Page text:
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How to Debug Servlets

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by , 11-28-2011 at 07:07 PM (1701 Views)
Servlets can be difficult to debug because it is not possible to execute them directly. Instead, you trigger their execution by means of an HTTP request, and they are executed by the Web server. For remote execution, inserting break points or reading debugging messages and the stack traces becomes extremely difficult. Here I will outline some strategies to servlet debugging:
  1. Check the HTML source. If it doesn’t look correct, use the “View Source” command in order to check the HTML. If you can copy the HTML and into a HTML editor or use a formal HTML validator to check your output.
  2. Always return any error pages to the client. There are times where certain classes of errors can be anticipated by the servlet. In these cases, the servlet should build up descriptive information about the problem and return it to the client in a regular page or by means of the sendError method of HttpServletResponse.
  3. Run the server from the command line. Most web servers execute as a background process, and this process is often automatically started when the system is booted. If you are having trouble with your servlet, shut it down the server and restarting it from the command line while using a colorizer (if needed) to review the output in the console. You can use this technique and combine it with adding more system output in order to determine where it is failing.
  4. Use the servlet log file. The HttpServlet class has a method called log that lets you write information into a logging file on the server. The exact location of the log file is server-specific, but it is normally clearly documented or can be found in subdirectories of the server installation directory.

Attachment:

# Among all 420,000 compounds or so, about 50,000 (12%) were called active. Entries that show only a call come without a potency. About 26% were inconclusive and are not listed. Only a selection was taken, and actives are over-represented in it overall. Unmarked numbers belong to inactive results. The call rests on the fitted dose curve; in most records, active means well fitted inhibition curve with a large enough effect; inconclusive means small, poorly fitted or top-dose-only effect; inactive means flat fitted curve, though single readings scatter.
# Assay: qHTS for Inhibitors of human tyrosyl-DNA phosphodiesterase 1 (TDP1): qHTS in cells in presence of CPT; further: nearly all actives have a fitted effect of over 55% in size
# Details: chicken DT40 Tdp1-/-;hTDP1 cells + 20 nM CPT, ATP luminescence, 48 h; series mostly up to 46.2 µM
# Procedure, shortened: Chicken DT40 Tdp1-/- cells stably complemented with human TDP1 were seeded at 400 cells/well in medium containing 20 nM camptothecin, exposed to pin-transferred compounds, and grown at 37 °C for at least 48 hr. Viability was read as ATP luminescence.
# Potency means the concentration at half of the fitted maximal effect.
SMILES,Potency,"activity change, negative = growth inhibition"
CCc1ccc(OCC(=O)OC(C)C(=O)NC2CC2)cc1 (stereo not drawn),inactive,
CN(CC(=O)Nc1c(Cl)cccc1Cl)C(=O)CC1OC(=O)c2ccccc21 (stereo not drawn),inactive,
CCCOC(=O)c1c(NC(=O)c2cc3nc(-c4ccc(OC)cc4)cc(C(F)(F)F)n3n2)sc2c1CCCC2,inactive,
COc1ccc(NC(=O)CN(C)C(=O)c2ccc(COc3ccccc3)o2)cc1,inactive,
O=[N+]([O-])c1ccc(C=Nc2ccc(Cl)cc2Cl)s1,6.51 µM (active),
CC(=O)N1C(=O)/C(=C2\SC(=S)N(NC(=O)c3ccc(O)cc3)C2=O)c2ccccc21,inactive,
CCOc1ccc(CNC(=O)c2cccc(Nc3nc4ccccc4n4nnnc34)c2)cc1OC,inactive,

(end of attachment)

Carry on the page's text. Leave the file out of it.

5. Check the request data separately. Servlets read data from the HTTP request, construct a response, and send it back to the client. If something in the process goes wrong, you need to verify everything including the whether the client is sending the wrong data. If the data is correct, then you know that there is a problem with how the servlet is processing the data.
  6. Check your response data. As you have checked your request data, now you’ll want to do the same for the response data! Ensure that you check all the data being sent (i.e. custom HTTP request data, HTTP response headers, etc).
  7. Stop and restart the server. When you’re debugging a servlet, it’s very easy for the servlet variables to be corrupted when your making changes to low level classes. This is a simple step to ensure that the variables are not corrupted when you’re trying to debug HTML output of your servlet.

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Tutorial , HTTP